What? A free-market economist supporting tariffs? Well, I never! But all the pearl-clutching by the globalist Republican establishment, and by many Democrats as well, misses the point. Allow me to explain.

President Donald Trump has recently imposed tariffs, i.e. import taxes, on foreign steel and aluminum. This follows earlier tariffs imposed on foreign solar panels and some household appliances. This should be no surprise since he ran on the issue of protecting domestic manufacturing from foreign predation.

Note I said, foreign "predation", not foreign "competition".

The theoretical case in favor of free trade is elegant and well-established. If trade is based on real market prices that reflect comparative advantage, then by all means let it be free. But that is not the real world. In the real world, international trade is controlled by a myriad of government institutions and crony businesses.

Many countries subsidize their domestic production for export to the United States. Many countries manipulate their currencies to provide a further price advantage. Many countries engage in theft of United States' intellectual property to give them an even larger advantage. For far too long, the United States has entered into trade agreements that favor other nations over us. Under President Trump, this will no longer be the case.

Yes, some domestic prices will rise as a result of the tariffs. But they should rise. The artificially-low prices were not a result of real market forces in the first place. Establishment globalists of both political parties say that President Trump is starting a trade war. I strongly disagree.

We have already been in a trade war with other nations for decades, and losing because we never fought back. Now we are fighting back.

And we will win. Slightly higher prices are a small price to pay, in my opinion, for better jobs at higher wages in key strategic industries. We need strong domestic steel and aluminum industries for national defense, if for nothing else. Does it make sense to buy military-grade steel or aluminum from China? They are a major strategic opponent of the United States, if not an outright enemy. They are intent on world domination. We have been making them strong at the same time that we have weakened our own industrial base.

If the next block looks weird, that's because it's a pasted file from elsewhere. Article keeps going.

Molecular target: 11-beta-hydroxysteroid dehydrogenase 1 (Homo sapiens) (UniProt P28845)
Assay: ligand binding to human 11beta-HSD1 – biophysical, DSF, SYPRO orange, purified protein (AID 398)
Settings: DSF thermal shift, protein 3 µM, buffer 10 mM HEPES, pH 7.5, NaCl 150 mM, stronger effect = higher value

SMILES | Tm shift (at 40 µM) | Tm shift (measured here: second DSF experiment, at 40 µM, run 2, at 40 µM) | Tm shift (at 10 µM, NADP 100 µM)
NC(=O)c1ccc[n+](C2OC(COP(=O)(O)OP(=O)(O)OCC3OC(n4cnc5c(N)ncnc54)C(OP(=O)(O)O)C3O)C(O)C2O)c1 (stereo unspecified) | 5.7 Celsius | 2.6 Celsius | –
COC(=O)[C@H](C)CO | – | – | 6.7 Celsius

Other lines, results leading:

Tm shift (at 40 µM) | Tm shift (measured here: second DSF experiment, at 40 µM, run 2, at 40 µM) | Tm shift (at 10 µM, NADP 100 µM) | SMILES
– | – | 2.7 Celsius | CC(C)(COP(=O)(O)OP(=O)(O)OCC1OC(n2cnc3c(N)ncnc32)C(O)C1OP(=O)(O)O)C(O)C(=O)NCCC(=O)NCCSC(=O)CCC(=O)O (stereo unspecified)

Did you know that the United States has been charging a 2.5 percent tariff on automobiles imported from China, while China has been charging a 25 percent tariff on automobiles imported from the U.S.? That is a win-lose trade deal, not win-win. Is it any wonder that General Motors decided to open a production facility in China?

Another thing to consider is that many of President Trump's public pronouncements are a negotiating strategy, not a set of policies. With respect to the announced tariffs, Canada and Mexico were temporarily exempted pending renegotiation of the North American Free Trade Agreement (NAFTA).

Speaking of NAFTA, just because it is titled "Free Trade" does not mean that it is - any more than the Affordable Care Act meant that health care would become "affordable".

If NAFTA was truly a free trade agreement, it would consist of a single twelve-word sentence on one page, "There shall be free trade among the United States, Canada, and Mexico". Instead it consists of over 1,000 pages of implementing legislation, regulation, and administrative rule-making.

The idea of globalization means different things to different people. To the economic idealists, it means open markets and free trade. But to the world's elitist-globalists it means manipulated markets and managed trade.

It is a movement away from national sovereignty and toward one-world government with one-world currency controlled by one-world central bank. The latter has been the dream of the progressive globalists ever since Karl Marx.

Already we are seeing nations from the European Union, Japan, and elsewhere talking about coming to the negotiating table on trade with the United States. This is a good outcome, not a bad one.

We will maintain our national sovereignty. We will rebuild our economic strength. And in doing so, it will lead to a more prosperous and more secure world.


Paul Prentice is a fellow in Economics, Centennial Institute at Colorado Christian University.

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